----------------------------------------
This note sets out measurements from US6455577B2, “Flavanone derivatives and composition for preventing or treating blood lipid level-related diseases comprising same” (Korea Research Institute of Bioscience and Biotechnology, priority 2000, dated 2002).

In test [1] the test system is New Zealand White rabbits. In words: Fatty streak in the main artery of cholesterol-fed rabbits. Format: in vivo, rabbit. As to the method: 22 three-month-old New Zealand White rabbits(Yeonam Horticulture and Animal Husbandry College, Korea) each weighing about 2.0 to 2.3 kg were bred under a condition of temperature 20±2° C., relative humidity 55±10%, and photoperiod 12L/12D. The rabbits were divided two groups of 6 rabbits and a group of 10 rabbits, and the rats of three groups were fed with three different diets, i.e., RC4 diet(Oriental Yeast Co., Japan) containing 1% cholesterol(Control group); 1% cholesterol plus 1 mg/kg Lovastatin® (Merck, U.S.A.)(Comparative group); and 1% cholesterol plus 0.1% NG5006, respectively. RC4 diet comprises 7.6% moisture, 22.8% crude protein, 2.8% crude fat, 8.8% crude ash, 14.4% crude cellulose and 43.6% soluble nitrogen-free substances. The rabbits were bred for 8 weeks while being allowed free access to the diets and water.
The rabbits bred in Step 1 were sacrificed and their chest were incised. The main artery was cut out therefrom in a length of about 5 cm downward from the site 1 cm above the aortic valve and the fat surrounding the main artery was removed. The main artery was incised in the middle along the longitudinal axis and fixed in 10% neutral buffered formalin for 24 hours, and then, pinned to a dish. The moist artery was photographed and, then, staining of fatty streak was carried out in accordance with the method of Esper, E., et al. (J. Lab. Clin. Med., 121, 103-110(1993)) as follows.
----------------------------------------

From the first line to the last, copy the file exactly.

This note sets out measurements from US6455577B2, “Flavanone derivatives and composition for preventing or treating blood lipid level-related diseases comprising same” (Korea Research Institute of Bioscience and Biotechnology, priority 2000, dated 2002).

In test [1] the test system is New Zealand White rabbits. In words: Fatty streak in the main artery of cholesterol-fed rabbits. Format: in vivo, rabbit. As to the method: 22 three-month-old New Zealand White rabbits(Yeonam Horticulture and Animal Husbandry College, Korea) each weighing about 2.0 to 2.3 kg were bred under a condition of temperature 20±2° C., relative humidity 55±10%, and photoperiod 12L/12D. The rabbits were divided two groups of 6 rabbits and a group of 10 rabbits, and the rats of three groups were fed with three different diets, i.e., RC4 diet(Oriental Yeast Co., Japan) containing 1% cholesterol(Control group); 1% cholesterol plus 1 mg/kg Lovastatin® (Merck, U.S.A.)(Comparative group); and 1% cholesterol plus 0.1% NG5006, respectively. RC4 diet comprises 7.6% moisture, 22.8% crude protein, 2.8% crude fat, 8.8% crude ash, 14.4% crude cellulose and 43.6% soluble nitrogen-free substances. The rabbits were bred for 8 weeks while being allowed free access to the diets and water.
The rabbits bred in Step 1 were sacrificed and their chest were incised. The main artery was cut out therefrom in a length of about 5 cm downward from the site 1 cm above the aortic valve and the fat surrounding the main artery was removed. The main artery was incised in the middle along the longitudinal axis and fixed in 10% neutral buffered formalin for 24 hours, and then, pinned to a dish. The moist artery was photographed and, then, staining of fatty streak was carried out in accordance with the method of Esper, E., et al. (J. Lab. Clin. Med., 121, 103-110(1993)) as follows.